Workforce Challenges: Pre- and Post- Pandemic

  • Workforce, Human Resource, and Benefits Guidance
  • 1/4/2022
COVID

Key Insights

  • Fair compensation levels and flexible work arrangements can give you a better chance of attracting and retaining talented workers.
  • The pandemic brought insecurity that gave the upper hand to organizations offering stability and reassurance to employees.
  • Providing a strong culture may help develop a workforce more adaptable to situations like a pandemic.
  • Leaders that offer new challenges and diverse opportunities are more likely to keep their employees interested and engaged.

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Prior to the COVID-19 pandemic, when business owners and senior management were asked about their biggest concerns, more often than not the top answer was “people.” Finding talented, loyal employees willing to collaborate and stretch their comfort zones was challenging before the pandemic, and will likely remain so afterward. As our society adapts to post-pandemic life, attracting and keeping good people requires adaptability and strategic thinking. 

During the pandemic, small- and mid-market companies were faced with increased financial and operational concerns ranging from liquidity needs, compliance, and debt obligations to loss of production and supply chain disruption. However, when addressing concerns about their workforce, organizations offering their employees the five key essentials below repeatedly emerged better prepared to weather the uncertainty of the pandemic.

1. Market-based compensation structure

Employers can incur only so much payroll cost, yet talented employees expect to be compensated at market-based rates. When the workforce was disrupted by COVID-19, many employees went on to pursue jobs with higher compensation, taking advantage of the competitive and ever-changing job market. As the pandemic progressed, employers who were able to maintain employee’s salaries at pre-COVID levels generally retained their talent and experienced less workforce disruption. 

2. Flexibility and competitive wages

Job flexibility was important even before the pandemic, because we live in a busy world filled with people juggling countless responsibilities. As we transition into the post-COVID normal, the flexibility employers were forced to provide during the pandemic has come to be expected by employees as part of a permanent work arrangement. Whether you allow alternative hours or the ability to work from home, offering some type of flexible schedule can give you a better chance of attracting talented workers.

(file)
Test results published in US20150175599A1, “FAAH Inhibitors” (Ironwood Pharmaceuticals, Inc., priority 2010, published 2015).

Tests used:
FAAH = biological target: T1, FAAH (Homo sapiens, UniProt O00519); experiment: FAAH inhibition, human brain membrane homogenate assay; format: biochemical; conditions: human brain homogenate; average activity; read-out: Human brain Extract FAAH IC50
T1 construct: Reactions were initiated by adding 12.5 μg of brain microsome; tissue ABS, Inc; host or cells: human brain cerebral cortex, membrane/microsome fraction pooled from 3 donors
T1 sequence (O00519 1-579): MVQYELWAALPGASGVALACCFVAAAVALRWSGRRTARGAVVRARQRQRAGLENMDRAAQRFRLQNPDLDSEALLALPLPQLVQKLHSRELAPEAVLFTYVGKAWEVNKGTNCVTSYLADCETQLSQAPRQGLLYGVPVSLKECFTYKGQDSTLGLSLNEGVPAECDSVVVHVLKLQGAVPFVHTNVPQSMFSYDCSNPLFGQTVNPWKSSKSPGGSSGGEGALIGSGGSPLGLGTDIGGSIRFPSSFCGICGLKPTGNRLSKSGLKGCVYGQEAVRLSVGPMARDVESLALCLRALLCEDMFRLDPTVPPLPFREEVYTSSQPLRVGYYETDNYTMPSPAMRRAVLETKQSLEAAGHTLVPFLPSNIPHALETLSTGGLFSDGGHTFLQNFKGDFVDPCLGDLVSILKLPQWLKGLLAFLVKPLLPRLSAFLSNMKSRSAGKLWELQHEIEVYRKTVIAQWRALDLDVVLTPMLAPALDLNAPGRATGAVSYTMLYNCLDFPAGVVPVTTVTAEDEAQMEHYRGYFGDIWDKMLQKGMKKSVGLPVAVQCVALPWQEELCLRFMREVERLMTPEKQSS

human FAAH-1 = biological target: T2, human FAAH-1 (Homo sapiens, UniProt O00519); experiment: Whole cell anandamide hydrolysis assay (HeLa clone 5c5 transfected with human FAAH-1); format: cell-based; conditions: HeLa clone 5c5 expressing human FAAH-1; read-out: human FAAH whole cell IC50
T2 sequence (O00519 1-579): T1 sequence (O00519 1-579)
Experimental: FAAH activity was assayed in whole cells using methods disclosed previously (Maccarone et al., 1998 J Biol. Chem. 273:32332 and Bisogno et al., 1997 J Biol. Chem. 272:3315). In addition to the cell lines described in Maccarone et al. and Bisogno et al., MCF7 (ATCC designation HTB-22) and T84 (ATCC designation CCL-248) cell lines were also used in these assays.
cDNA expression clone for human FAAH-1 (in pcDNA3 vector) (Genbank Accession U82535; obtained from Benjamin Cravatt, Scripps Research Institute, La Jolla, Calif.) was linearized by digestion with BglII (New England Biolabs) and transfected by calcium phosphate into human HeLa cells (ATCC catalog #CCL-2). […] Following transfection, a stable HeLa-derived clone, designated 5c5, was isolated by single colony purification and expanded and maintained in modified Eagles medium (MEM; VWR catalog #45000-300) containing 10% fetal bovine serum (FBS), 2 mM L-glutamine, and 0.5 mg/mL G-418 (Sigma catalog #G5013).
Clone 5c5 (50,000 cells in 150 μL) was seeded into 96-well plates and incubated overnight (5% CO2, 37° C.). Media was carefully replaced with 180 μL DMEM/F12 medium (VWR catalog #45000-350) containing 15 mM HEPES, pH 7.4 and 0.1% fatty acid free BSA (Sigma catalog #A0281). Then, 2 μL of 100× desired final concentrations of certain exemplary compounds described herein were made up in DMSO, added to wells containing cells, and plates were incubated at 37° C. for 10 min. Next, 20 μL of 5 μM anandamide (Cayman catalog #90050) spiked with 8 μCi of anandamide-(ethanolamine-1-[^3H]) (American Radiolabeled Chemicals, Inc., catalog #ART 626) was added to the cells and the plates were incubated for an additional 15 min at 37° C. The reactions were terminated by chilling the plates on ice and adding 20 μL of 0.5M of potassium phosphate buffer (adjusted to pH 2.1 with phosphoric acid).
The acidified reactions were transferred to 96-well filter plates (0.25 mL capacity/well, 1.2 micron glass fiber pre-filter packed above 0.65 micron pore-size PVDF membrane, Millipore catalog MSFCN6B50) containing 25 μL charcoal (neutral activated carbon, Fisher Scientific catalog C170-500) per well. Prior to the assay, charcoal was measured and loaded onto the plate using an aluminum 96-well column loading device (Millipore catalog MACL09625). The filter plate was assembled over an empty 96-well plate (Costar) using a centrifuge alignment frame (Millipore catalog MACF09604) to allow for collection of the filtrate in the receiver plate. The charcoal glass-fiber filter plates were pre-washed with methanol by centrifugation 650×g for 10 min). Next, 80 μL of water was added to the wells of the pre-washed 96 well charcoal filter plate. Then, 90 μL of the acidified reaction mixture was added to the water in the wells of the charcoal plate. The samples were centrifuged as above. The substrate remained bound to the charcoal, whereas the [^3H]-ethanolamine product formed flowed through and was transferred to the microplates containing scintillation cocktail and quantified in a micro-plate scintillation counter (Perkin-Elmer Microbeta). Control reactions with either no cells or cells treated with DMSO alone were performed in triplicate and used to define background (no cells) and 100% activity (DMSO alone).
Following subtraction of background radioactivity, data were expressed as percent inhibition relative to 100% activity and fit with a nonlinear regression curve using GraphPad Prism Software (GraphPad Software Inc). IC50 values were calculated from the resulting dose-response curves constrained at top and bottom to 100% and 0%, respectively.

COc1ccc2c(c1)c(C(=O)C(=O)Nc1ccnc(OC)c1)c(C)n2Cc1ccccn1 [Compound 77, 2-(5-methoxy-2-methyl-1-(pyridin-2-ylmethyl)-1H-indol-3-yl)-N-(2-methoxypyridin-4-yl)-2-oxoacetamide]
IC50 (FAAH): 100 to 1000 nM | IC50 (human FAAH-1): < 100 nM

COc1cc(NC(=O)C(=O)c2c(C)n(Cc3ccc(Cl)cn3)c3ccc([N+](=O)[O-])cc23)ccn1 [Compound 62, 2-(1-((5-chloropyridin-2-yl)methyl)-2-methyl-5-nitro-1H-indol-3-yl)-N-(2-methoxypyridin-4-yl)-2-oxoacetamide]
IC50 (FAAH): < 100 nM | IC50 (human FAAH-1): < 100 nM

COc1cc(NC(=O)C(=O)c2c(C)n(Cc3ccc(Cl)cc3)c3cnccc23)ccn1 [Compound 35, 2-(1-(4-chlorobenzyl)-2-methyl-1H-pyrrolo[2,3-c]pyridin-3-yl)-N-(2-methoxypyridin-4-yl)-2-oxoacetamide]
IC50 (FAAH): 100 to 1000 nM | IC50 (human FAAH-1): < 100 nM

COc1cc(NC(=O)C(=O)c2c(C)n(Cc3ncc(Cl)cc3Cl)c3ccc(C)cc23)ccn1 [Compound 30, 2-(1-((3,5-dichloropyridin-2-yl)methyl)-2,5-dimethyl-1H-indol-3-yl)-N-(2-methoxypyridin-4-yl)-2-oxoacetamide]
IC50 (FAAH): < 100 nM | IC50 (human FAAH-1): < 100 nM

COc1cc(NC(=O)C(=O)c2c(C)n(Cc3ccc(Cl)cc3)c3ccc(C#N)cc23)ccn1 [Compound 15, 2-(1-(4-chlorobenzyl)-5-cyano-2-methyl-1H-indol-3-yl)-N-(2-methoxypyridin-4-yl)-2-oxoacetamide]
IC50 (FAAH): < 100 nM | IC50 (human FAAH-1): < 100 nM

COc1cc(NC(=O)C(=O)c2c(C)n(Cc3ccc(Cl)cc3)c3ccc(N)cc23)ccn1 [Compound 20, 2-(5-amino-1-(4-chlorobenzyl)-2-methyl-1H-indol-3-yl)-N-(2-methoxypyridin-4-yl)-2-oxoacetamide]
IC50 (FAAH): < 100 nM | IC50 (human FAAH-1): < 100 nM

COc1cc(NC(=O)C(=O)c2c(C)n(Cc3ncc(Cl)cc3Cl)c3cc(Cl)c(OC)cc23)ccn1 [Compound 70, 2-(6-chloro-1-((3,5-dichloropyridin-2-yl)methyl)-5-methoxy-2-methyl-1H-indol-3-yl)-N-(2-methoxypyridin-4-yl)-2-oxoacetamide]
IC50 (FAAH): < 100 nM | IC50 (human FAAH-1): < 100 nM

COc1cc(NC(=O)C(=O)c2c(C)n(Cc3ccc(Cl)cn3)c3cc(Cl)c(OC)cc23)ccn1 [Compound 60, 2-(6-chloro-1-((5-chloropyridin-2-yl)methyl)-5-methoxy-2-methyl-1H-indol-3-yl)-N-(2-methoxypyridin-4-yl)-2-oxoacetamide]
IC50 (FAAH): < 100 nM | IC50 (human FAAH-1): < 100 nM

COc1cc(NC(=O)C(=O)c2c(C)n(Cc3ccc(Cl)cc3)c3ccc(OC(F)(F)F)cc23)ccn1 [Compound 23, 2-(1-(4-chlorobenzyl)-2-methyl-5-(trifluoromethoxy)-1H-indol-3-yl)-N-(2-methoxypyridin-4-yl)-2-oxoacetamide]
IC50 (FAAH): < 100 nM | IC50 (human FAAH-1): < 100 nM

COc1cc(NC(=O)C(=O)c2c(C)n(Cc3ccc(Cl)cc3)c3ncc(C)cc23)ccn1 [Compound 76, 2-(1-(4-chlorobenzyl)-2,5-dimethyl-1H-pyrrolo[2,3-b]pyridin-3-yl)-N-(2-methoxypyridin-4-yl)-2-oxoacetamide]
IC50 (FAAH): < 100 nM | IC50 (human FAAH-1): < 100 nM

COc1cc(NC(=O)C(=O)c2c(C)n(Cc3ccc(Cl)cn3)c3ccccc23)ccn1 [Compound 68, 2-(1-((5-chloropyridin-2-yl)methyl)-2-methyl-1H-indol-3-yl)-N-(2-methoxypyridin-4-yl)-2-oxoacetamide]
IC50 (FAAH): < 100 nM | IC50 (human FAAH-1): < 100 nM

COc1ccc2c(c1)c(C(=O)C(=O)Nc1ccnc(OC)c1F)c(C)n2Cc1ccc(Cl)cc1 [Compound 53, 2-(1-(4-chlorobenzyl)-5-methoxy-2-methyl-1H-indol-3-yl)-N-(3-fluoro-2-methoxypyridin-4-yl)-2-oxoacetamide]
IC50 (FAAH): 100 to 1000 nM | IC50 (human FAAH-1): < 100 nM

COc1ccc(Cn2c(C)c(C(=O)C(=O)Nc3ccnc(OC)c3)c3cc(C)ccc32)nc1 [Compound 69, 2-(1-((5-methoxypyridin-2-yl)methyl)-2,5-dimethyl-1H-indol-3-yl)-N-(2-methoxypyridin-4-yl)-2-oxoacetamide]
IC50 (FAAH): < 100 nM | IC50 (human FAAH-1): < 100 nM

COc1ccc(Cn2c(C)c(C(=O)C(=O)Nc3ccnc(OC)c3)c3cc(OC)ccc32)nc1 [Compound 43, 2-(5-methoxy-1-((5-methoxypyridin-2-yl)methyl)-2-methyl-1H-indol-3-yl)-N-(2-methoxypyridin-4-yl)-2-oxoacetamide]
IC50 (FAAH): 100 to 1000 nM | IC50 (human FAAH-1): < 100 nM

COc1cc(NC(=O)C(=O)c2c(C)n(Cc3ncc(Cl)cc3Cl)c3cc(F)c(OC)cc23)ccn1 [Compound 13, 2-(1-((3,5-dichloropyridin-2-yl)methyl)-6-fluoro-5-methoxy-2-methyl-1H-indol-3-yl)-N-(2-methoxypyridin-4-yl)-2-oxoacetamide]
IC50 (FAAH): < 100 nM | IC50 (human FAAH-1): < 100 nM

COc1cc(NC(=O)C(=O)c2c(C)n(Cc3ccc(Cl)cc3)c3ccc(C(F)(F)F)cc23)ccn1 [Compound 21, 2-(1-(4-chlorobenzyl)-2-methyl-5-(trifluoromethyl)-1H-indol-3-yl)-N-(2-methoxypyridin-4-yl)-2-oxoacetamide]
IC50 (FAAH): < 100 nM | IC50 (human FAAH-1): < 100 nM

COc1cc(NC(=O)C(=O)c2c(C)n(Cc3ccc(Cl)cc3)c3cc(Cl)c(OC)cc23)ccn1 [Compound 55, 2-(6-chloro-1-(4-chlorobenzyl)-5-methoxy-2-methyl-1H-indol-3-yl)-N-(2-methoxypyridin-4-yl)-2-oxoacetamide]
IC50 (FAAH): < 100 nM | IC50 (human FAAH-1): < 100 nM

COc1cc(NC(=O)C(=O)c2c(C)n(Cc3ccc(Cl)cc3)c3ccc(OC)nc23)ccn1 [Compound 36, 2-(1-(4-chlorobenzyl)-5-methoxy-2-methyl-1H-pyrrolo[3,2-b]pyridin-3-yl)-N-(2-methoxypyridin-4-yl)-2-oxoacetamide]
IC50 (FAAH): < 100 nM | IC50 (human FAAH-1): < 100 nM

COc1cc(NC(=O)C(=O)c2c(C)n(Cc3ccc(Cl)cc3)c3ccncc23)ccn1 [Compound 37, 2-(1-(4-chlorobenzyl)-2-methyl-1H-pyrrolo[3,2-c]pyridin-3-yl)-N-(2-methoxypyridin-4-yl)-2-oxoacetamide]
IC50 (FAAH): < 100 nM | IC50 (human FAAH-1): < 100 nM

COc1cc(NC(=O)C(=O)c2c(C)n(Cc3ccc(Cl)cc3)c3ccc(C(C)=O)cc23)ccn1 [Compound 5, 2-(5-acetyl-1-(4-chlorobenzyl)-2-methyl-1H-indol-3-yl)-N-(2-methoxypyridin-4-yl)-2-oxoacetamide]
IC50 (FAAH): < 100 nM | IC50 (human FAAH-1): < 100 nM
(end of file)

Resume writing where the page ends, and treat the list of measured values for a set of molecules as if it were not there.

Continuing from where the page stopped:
Employees who aren’t given a more flexible or hybrid work arrangement are voting with their feet. The recent 39-year high inflation reporting is compounding the issue; alongside workplace flexibility, compensation became a top-3 reason for quitting. In fall 2021, these catalysts fed into voluntary quit rates 50% higher than the past 10-year average and represent Job Openings and Labor Turnover Survey all-time highs. If employers do not adequately address workplace flexibility and market competitiveness for wages, employees may perpetuate what is being called “the great resignation” into the new year.

3. Stability

The COVID-19 pandemic brought an incredible amount of uncertainty to people’s lives — both at home and in the workforce. This uncertainty increased employees’ desire for stability in their jobs. If a talented employee didn’t know whether their position was secure, they were highly likely to look elsewhere for work. Employers who conveyed a sense of stability throughout the pandemic were more likely to reassure and keep their talented employees.

4. Family culture

Small- to mid-market companies are in essence like a family — tight-knit, close, diverse. A strong family is caring and supportive of one another. Companies that provide a safe and compassionate environment for employees may discover their workforce is more adaptable to situations like the pandemic. Additionally, talented employees have shown a preference for working at companies that promote diversity, equity, and inclusion (DEI). Building a strong culture centered around DEI enables employees to bring different beliefs and perspective to the table, so they can truly help their customers, community, and each other.

5. Challenges 

Many talented workers find a challenging job appealing because they can learn new things and collaborate with others. Companies that offer new challenges and diverse opportunities are more likely to keep their employees interested and engaged, which can in turn lead to higher productivity. Giving employees leeway to problem solve can also help develop a self-assured and competent workforce.

How we can help

At CLA, we are here to help you overcome workforce challenges by providing HR consulting and outsourcing, outsourced CFO-level services, search services, and real-time scenario modeling. We can help you navigate today’s competitive labor market so you can fill your organization with talented and loyal people who fit your company culture.

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